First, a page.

Saturday, 13 February 2016


          Most common engineering materials are ferrous materials such as mild steel and stainless steel which are alloys of iron. It is truly said that gold is metal for kings and iron is king of metals. Otto Von Bismark of Germany once said that "for development of a nation, lectures and meetings are not important, but what is important are blood and steel". Incidentally, what is common in blood and steel is "Iron". Though iron is important, but it is mostly used in the form of its alloy, namely steel.
          To a layman, words iron and steel convey the same meaning. But iron and steel are two different things. Iron is the name given to the metal, whose chemically symbol is Fe and refers to pure (or almost pure iron). Pure iron is relatively soft and less strong. Its melting point is about 1540°C. In industry, wrought iron is the material which is nearest to iron in purity; but is rarely used these days.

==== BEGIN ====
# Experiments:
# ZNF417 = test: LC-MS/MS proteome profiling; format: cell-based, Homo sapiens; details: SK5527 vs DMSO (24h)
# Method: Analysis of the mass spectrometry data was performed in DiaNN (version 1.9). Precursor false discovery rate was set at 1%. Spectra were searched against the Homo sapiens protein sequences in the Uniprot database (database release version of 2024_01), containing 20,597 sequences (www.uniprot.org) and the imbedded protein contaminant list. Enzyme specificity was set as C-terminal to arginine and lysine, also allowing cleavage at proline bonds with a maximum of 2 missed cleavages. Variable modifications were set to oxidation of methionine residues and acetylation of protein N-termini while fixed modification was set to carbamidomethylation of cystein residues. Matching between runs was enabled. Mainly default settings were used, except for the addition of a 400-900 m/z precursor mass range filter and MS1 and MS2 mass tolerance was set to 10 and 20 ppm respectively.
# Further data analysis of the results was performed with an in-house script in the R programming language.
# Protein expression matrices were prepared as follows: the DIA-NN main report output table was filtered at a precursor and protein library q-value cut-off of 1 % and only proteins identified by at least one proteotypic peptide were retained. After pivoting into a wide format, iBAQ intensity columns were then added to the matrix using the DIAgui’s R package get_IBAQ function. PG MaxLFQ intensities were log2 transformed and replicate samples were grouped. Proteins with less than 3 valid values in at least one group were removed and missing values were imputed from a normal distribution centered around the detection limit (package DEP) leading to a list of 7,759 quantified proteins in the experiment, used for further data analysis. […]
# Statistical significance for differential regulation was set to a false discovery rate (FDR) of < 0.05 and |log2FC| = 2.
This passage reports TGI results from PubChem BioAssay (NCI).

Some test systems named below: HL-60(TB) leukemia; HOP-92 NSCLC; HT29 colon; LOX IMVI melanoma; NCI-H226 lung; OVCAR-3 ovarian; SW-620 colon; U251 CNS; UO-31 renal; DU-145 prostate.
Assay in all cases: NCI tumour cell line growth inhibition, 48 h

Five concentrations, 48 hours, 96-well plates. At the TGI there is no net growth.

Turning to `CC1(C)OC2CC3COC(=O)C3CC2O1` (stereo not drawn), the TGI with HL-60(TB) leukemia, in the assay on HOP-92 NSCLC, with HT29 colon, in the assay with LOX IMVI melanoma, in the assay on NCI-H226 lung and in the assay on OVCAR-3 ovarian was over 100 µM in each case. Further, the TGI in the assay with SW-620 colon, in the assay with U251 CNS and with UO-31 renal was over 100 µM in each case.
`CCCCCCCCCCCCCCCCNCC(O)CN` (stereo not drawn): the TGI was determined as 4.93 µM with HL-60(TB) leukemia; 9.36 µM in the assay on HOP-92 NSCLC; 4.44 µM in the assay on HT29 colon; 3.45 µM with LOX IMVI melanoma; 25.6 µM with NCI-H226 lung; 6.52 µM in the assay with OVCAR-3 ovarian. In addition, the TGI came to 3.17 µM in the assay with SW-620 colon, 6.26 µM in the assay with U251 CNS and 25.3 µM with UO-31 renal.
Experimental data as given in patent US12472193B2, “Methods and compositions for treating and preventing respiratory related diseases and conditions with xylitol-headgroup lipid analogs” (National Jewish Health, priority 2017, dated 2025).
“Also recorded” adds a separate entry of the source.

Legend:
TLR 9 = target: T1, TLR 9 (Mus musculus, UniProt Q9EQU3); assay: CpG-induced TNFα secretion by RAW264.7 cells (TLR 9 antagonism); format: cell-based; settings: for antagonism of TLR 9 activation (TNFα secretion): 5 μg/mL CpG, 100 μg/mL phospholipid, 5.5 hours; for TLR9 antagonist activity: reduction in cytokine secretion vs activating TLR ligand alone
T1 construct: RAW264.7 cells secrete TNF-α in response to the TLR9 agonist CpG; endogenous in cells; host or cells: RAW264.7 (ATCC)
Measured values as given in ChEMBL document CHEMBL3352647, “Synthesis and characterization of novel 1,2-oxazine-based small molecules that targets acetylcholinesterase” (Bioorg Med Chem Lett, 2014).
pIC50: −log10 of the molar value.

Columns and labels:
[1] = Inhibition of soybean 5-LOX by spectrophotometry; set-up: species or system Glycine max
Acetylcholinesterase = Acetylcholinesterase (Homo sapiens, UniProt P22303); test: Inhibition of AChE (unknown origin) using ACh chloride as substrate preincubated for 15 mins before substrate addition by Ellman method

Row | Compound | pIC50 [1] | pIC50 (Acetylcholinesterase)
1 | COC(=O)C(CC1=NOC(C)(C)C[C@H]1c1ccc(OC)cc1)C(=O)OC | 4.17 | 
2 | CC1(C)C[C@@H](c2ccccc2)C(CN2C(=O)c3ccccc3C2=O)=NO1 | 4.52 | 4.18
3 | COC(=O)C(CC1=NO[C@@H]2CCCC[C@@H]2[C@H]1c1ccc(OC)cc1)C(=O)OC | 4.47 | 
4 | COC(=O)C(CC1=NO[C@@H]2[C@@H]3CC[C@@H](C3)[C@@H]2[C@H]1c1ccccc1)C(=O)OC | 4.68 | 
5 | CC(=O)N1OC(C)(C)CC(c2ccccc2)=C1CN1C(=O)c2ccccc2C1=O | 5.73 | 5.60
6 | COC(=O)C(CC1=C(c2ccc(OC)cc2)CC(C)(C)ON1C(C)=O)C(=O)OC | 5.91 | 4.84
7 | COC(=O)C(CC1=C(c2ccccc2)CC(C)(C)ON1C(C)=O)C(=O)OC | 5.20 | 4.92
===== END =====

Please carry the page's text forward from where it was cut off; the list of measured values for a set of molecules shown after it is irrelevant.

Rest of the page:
Steel on the other hand, is an alloy of iron and carbon,; the percentage of carbon theoretically varies from 0 to 2%. However in actual practice, carbon rarely exceeds 1.25 to 1.3%. Carbon forms anointermetallic compound called Cementite (Fe3C), which is very hard, brittle and strong. The presence of Cementite in steel makes steel much stronger and harder than pure iron.

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